Undoubtedly, the upcoming Cannes film festival has become a majorly irresistible attraction for producers, directors and actors the world over. India is not exempt from this dream to see one’s cinematic work being featured at the festival -- running from May 11 to 22 on the fascinating French Riviera. One knows that several Indian directors had sent in their movies to Cannes for possible inclusion, but none made the cut.
In keeping with the festival’s tradition, one does not talk about the rejects.
In fact, the Cannes selectors saw 1869 features this time to pick 49 in the five sections of the festival -- Competition, A Certain Regard, Out of Competition, Special Screenings and Midnight Screenings.
In 2015, Cannes got 1850 movies to watch, and the year before 1500. With the digital era, the number of films that the festival receives keeps increasing.
“The democratic principle on which Cannes is based that everyone has the right to send a movie and it will be screened. Out of these 1,869 films, not all were brilliant but they were all screened,” the festival chief, Thierry Fremaux, told the media during the Paris press conference on April 14 -- when the selections were unveiled.
This should put to rest the doubts harboured by some Indian producers and helmers that Cannes does not even bother to watch their movies.
Fremaux averred that “there are 20 films in Competition, 17 in A Certain Regard, five in Out of Competition, two in Midnight screenings and five Special Screenings. In total, 28 countries will be represent the 49 movies… which shows how much we care about the universality of cinema. Even though the festival takes place in France, it is not a French festival. It is an international festival”.
This should further assure Indians that Cannes cares for India as well.
In 2015, there were two Indian films, Chauthi Koot and Masaan, which played in A Certain Regard. In 2014, India had Titli, and in 2012, Miss Lovely.
Understandably, the festival tries to screen the work of a master or a director who has been showing his movie time and again there. One believes that a festival is duty bound to screen a master’s creation as much as it is to act as a platform of discovery. Let audiences decide whether a master has made a masterpiece or if a newcomer has potential talent.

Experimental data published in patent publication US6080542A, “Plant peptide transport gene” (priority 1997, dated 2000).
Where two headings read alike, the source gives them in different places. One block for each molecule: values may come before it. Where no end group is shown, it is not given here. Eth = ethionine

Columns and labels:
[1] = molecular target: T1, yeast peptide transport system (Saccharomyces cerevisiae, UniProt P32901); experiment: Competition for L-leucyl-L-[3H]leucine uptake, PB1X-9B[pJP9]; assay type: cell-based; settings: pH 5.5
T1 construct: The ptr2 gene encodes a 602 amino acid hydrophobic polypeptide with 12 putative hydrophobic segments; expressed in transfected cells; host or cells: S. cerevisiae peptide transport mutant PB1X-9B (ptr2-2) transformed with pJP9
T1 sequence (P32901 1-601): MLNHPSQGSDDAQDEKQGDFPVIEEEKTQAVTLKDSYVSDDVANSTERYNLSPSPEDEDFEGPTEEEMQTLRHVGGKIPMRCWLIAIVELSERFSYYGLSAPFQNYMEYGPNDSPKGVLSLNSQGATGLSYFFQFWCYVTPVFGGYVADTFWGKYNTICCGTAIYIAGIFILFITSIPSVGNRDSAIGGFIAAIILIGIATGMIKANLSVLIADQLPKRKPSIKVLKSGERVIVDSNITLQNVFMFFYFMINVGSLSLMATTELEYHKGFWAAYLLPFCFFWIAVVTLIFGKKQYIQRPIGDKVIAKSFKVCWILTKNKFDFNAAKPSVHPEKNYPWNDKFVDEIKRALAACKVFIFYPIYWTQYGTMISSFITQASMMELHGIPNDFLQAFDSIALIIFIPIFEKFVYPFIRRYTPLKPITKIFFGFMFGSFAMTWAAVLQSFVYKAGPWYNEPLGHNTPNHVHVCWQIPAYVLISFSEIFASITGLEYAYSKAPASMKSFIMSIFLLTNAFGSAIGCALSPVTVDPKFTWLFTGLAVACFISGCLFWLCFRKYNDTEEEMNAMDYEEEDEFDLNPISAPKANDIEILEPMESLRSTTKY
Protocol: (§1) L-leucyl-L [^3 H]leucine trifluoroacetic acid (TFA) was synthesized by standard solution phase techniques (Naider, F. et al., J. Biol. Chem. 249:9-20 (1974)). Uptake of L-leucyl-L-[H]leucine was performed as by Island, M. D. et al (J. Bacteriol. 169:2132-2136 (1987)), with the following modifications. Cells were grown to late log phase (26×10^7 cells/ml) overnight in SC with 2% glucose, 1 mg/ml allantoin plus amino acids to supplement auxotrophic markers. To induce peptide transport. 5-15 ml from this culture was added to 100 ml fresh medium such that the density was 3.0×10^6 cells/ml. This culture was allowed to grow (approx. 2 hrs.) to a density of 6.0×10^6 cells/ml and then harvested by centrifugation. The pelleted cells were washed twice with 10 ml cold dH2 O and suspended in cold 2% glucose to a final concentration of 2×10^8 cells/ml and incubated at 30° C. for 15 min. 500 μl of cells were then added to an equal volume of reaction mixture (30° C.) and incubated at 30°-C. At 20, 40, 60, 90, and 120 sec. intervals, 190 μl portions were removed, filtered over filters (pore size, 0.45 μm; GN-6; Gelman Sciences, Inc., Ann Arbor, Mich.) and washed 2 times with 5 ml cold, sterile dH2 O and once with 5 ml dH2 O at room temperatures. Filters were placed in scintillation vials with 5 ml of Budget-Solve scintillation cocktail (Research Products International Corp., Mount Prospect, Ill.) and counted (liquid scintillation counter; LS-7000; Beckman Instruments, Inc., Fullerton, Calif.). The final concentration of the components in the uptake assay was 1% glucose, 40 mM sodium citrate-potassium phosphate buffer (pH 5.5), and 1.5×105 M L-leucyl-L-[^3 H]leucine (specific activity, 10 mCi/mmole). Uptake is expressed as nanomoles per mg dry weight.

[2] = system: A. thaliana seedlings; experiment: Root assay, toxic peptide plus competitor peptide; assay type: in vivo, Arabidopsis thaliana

In keeping with this line of thinking, the 2016 Competition is filled with returnees.Belgian directorial duo Pierre and Luc Dardenne will premiere in Competition for a fifth time with The Unknown Girl, starring Adele Haenel as a doctor wracked with guilt over the death of a girl she turned away from her clinic. If the Brothers win the Palm d’Or this time, it will be their third clinch -- after Rosetta in 2002 and The Child in 2009.
Spanish auteur Pedro Almodovar will be back on the Croisette (Cannes’ sea front) for his sixth outing with Julieta -- the story of a woman’s experiences in different stages of her life. The Palme d’Or has eluded Almodovar until now, although he won awards for his Oscar-winning Volver (best screenplay) and All About My Mother (best director).
Another old-timer, Ken Loach from Britain, will be back at Cannes for the 12th time in Competition with his gritty Northern England-set drama, I, Daniel Blake.
Also from the UK, Andrea Arnold will premiere her road film, American Honey -- about a teenage girl who finds herself in the midst of a partying group that has no qualms about breaking the law. Arnold has had a long history with the festival. Her 2006 Red Road and 2009 Fish Tank both won the Jury Prize.
Arnold is one of three women directors, along with Germany’s Maren Ade and France’s Nicole Garcia, in Competition (up from two in 2015).
Other returnees include Canadian director Xavier Dolan (with his It’s Only The End Of The World) and American director Jeff Nichols (Loving, based on the true story of interracial couple Richard and Mildred Loving who were jailed in Virginia in 1958 for breaking state laws by getting married).
In a recent interview with Screen, Fremaux defended his returnee list. “We don’t always have the same names. Okay, the Dardennes and Ken Loach come back again and again, but this year Alain Guiraudie is there for the first-time, while Nicole Garcia and even Xavier Dolan aren’t habitués. It’s only the second time Xavier’s been in Competition and we’ve also got newcomers like Brazil’s Mendonca, Puiu from Romanian and Germany’s Maren Ade.”
And here comes the punch paragraph from him: “At the same time, Cannes is Cannes. People don’t expect the Louvre Museum to take down its Old Masters in a bid to reinvent its collection. That would be like saying ‘Hey let’s get rid of the Mona Lisa’. It wouldn’t be the Louvre. At Cannes, we specialise in the big auteurs. Once upon a time it was Fellini, Antonioni and Bergman, then Tarkovsky and Co in the 1970s. Today, it’s those auteurs we invite back time and time again.
“In a World Cup rugby match, they put the best players on the pitch. At Cannes, we select the best movies. Cannes is the world championship of cinema. Usain Bolt is one the greatest runners of our time but there are millions of people who like to run. If I go to watch the Olympics, however, I want to see Usain Bolt, not Mr Whoever who goes running every Sunday morning with his dog. The 1,869 submitted films were all made with a profound love for cinema but I have to make choices and I’m not going to take a B series movie in a bid to renew the selection”.
That is Fremaux for you, the bitingly bold chief who knows how to defend his selections.
(Gautaman Bhaskaran has covered the Cannes Film Festival for 26 years.)